Tia Nina018 (2)

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Muchness

More words…

Soon to come.

For a bit of a spell,

 I lost my muchness.

But… 

IT’S BACK!!!!

 

Como aqua para chocolate…mom, yes my mom, and her cooking

Como Aqua Para Chocolate was on cable recently and I watched the entire movie for like the 50th time.

This movie is rich with symbolisms that extend beyond Mexican history but its central focus lies with the preparation of food and most importantly how emotions can influence cooking. Mom, my mom’s, cooking is a testament to this influence and although I never had a dish that sent me into sexual arousal (see the movie to know what I referred to) of the most high kind, her food, yes her food, is the comfort of what comfort food is suppose to be about.

Margarita, who is my mom, does not use measuring cups or follows a rigid routine when it comes to preparing her foods. She does not possess the latest food processor or the expensive knives that fit neatly in a wooden block cured with olive oil. No bread maker or Keurig decorates her counter tops. Forget Starbuck’s, Bustelo with cinnamon brewed in a sack is her preferred method of brewing coffee which is done the old way, traced back to her homeland of Honduras where purchasing and brewing coffee in a sack is as common as ordering a Grande latte thingy ma Jing at Starbuck’s.

At times, the cooking is prepared while laughing on the phone in deep conversation or humming a favourite outdated tune from the 50’s.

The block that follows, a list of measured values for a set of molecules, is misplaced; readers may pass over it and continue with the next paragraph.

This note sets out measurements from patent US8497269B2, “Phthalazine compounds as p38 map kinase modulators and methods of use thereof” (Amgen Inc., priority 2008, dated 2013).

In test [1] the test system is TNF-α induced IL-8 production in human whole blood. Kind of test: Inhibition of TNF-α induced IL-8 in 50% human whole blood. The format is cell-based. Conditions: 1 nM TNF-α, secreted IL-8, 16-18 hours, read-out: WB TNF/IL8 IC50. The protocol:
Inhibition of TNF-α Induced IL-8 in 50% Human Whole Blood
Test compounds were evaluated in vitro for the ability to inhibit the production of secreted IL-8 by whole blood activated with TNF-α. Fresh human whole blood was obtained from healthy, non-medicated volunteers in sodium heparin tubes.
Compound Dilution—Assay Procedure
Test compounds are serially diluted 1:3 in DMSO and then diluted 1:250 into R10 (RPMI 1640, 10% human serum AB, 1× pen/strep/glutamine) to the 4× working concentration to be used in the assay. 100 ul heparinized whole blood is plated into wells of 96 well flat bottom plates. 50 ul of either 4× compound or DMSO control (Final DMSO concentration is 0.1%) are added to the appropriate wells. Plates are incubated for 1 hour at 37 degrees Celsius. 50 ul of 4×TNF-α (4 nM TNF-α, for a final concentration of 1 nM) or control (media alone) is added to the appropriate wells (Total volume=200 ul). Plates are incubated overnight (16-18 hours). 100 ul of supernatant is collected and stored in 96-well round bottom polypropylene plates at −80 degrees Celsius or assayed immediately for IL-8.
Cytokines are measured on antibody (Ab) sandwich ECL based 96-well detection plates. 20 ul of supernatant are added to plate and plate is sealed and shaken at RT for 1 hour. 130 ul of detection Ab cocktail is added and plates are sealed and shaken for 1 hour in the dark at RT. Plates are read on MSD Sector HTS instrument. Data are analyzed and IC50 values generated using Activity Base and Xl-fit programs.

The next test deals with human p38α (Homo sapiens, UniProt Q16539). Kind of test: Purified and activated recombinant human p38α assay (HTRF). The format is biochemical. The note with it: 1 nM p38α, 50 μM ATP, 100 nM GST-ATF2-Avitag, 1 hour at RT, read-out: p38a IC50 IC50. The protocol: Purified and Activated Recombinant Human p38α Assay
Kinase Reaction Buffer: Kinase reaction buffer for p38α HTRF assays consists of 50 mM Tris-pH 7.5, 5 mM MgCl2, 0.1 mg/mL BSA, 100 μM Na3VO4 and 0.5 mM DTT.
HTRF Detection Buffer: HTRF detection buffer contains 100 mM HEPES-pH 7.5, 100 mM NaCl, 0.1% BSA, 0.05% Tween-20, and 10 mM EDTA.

In earlier years, she sang.

In earlier years, when she sang, her food would leave you speechless.

Nowadays, the food with the humming or the endless talking on the phone leaves you satisfied and questioning if what you ate wasn’t the best ever version of what you dreamt it to be, along with the angels whom blowed their trumpets to announce how good the food made you felt as it made its way to your stomach via tu Corazon.

I refuse to patronize Spanish and Jamaican restaurants.

No food prepared in these restaurants can compare to my mom’s arroz con pollo, cerviche fish, dumplings, coconut beans and rice, pigeon peas, tostones, oxtails…okay…I stop here.

Margarita is a cook from whose heart the cooking stems.

A five- star restaurant cannot compete with that kind of cooking, because home is where the heart is and when the heart involves itself with food the competition to satisfy the stomach is intense. In the home of Margarita, in the kitchen where the food is prepared, there are no underpaid cooks for hire, where the cheapness of the salary is transferred to the animosity felt when preparing the food for the public.

The heart rules and lavishes love freely.

So in honour of my mi madre, Margarita, whom I’ve often taken for granted, I thank you from the bottom of my heart for being who you are and keeping your youngest well fed with food prepared that will forever linger en mi alma.

Margarita's pot rack

Margarita’s pot rack


Coffee

Coffee


Knives

Knives

At this moment…

January 30, 2013